SACRAMENTO, Calif. – Forty years after a sadistic suburban rapist terrorized California in what investigators later discovered was a series of linked assaults and murders, a 74-year-old former police officer is expected to plead guilty Monday to being the elusive Golden State Assassin.
The settlement will allow Joseph James DeAngelo Jr. any chance of the death penalty for 13 murders and 13 kidnapping-related charges spanning six counties. In partial exchange, survivors of the assaults that spanned the 1970s and 1980s expect him to admit up to 62 rapes of which he could not be criminally charged because too much time has passed.
However, nothing is certain until he actually speaks in a Sacramento State University ballroom that is used as a courtroom to provide social distancing during the coronavirus pandemic.
“I’ve been using pins and needles because I just don’t like our lives being tied to him, again,” said Jennifer Carole, the daughter of Lyman Smith, a lawyer who was murdered in 1980 at age 43 in Ventura County. His wife, Charlene Smith, 33, was also raped and killed.
Investigators initially linked certain crimes to a masked, armed rapist who broke into the suburban houses of the sleeping couples at night, tied the man up, and stacked dishes on his back. He would threaten to kill both victims if he heard the plates fall while he raped the woman.
Gay and Bob Hardwick were among the survivors.
Now they expect DeAngelo to admit to that 1978 assault. The death penalty was never realistic anyway, he said, given DeAngelo’s age and Governor Gavin Newsom’s moratorium on executions.
“He certainly deserves to die, in my opinion, so I am seeing that he is swapping the death penalty for death in prison,” he said. “It will be good to leave things alone. I think he will never serve the sentence that we have served, we have served the sentence for 42 years.”
A guilty plea and life sentence prevents a trial or even the planned preliminary hearing of weeks. Victims hope to confront him at his sentencing in August, where he is expected to take several days to tell DeAngelo and Sacramento County Superior Court Judge Michael Bowman what they have suffered.
Ron Harrington’s younger brother Keith was married to Patti Harrington for just three months when they were beaten to death in their Orange County home in 1980 by an assassin then known as the original night stalker.
All four brothers were successful, but “Keith, the youngest of us all, was the smartest,” he said. “It is a great loss. And every time this comes up, I think of all the lives I would have saved as an ER doctor.”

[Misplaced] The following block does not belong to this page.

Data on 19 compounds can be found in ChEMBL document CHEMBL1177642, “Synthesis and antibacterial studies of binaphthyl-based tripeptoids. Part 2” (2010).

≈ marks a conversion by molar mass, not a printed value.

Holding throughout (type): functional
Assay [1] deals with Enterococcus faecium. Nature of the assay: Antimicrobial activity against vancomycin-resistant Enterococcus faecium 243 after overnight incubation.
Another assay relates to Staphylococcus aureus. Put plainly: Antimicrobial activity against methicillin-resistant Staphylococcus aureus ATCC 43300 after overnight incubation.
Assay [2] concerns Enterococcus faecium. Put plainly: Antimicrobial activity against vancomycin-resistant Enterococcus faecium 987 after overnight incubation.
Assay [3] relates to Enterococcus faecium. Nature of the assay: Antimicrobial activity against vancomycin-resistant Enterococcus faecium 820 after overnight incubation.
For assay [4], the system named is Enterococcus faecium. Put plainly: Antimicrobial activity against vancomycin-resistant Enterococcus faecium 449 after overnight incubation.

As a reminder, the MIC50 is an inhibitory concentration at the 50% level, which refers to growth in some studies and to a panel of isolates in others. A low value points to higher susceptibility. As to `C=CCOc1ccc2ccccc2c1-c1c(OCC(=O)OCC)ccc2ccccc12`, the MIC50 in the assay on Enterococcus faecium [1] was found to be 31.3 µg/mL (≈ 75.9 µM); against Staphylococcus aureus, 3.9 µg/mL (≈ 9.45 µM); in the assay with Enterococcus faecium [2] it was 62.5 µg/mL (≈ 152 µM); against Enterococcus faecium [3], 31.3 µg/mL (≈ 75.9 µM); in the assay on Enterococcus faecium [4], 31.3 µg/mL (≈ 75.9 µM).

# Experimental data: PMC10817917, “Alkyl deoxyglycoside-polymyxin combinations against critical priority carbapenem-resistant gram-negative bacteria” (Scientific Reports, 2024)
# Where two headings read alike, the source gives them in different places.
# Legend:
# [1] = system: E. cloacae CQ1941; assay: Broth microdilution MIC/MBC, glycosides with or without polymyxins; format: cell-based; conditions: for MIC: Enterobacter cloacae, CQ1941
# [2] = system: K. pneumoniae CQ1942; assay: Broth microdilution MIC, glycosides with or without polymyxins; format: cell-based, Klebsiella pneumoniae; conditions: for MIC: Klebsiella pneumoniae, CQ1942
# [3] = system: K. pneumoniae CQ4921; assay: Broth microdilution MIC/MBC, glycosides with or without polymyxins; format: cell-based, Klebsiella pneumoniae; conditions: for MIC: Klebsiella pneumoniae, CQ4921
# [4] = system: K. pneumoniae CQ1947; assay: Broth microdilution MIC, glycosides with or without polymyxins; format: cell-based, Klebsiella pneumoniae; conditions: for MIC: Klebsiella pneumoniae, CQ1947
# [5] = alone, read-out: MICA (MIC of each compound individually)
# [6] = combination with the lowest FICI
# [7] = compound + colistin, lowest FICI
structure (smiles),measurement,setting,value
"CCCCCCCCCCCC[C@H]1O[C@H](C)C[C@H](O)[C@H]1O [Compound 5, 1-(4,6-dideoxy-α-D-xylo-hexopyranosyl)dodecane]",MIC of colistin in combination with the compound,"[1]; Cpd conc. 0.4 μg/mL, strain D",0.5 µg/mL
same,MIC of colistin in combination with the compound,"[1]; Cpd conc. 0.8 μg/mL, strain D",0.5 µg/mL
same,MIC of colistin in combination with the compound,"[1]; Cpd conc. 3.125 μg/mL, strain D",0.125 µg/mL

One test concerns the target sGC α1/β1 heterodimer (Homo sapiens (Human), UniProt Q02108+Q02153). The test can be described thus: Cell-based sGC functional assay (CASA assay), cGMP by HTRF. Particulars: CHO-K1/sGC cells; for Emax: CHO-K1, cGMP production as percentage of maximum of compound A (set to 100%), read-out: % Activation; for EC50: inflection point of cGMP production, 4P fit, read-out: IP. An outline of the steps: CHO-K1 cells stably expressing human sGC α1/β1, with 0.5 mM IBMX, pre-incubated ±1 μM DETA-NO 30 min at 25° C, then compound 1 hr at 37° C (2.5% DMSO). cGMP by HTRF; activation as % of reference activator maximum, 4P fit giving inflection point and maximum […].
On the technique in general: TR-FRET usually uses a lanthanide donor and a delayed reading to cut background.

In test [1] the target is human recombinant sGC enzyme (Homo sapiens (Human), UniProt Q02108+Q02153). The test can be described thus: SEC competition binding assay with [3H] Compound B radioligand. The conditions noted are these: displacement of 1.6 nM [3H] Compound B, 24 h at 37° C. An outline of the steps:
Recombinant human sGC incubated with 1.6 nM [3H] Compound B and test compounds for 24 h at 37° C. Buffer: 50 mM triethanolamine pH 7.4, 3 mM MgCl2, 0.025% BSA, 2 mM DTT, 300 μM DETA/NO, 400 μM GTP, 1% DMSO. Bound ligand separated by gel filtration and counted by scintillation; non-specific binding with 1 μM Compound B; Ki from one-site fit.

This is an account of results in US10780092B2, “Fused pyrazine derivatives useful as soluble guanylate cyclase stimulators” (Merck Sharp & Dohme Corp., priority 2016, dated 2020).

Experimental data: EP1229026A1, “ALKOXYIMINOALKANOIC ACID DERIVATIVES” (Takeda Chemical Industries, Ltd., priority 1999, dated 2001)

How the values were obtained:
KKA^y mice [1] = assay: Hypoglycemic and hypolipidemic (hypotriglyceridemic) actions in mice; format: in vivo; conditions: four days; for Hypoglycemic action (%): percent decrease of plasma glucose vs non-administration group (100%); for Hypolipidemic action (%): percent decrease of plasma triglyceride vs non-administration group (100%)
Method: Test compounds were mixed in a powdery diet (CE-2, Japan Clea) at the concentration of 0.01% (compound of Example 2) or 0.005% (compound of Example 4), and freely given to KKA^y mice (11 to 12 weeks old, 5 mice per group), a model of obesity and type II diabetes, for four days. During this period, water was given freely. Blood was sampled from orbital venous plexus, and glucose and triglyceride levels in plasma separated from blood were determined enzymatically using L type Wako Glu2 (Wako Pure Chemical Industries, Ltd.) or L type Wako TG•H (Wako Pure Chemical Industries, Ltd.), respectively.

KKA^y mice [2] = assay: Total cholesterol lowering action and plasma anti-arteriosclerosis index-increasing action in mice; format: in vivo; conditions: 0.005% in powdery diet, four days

Her father found the couple two days later.
“It was so horrible,” said Harrington. “My dad was never the same.”
The killer accumulated a series of nicknames for his crimes over the decades.
East Area Violator.
Original Night Stalker.
Diamond knot killer.
But it wasn’t until years later that investigators linked a series of assaults in central and northern California to subsequent murders in southern California and became known as the Golden State Killer for the mysterious attacker whose crimes spanned 11 counties from 1974 to mid-1986.
The mystery sparked worldwide interest, a best-selling book and a six-part HBO documentary, “I’ll Be Gone in the Dark,” which premiered on Sunday.
It was only the pioneering use of new DNA techniques that led investigators to DeAngelo two years ago, who was fired from the Auburn Police Department in northeast Sacramento in 1979 after he was caught stealing dog repellent and a hammer. He had previously worked as a police officer in the city of Exeter in the Central Valley from 1973 to 1976, near where Visalia Ransacker hit more than 100 houses south of Fresno.
Investigators painstakingly built a family tree by linking decades-old crime scene DNA to a distant relative through a popular online DNA database. They eventually limited themselves to DeAngelo with a process that has since been used in other cases across the country, but said they confirmed the link only after surreptitiously picking up their DNA from their car door and a discarded handkerchief.
His defense attorneys have since publicly lobbied for a deal that would save him the death penalty, although they did not respond to repeated requests for comment before Monday’s hearing.
Prosecutors who had applied for the death penalty cited the enormously complicated case and the advanced age of many of the victims and witnesses in agreeing to consider the plea agreement.
“Death doesn’t solve anything. But having to sit in a trial or preliminary hearing would have helped,” said Carole, who said that neither she nor her murdered father believed in capital punishment.
She was so committed to seeing the case that she temporarily moved from Santa Cruz to her adult daughter’s home in Sacramento, where she has slept on an air mattress in a spare room. She has told the story of her father’s death and her own recent experiences through podcasts called The Lawyer’s Daughter.
But he said it “absolutely” makes sense for prosecutors to accept a life sentence without parole, both to prevent older victims and witnesses more vulnerable to the coronavirus from appearing in court, and to save taxpayers the cost. projected $ 20 million. of a trial.
Harrington supports the death penalty, but also agreed with the prosecutors’ decision to “give a certain degree of closure.”
“This will be a relief to all of us, moving on with our lives,” Hardwick said. “We have dealt with the effects of the attack for 42 years.”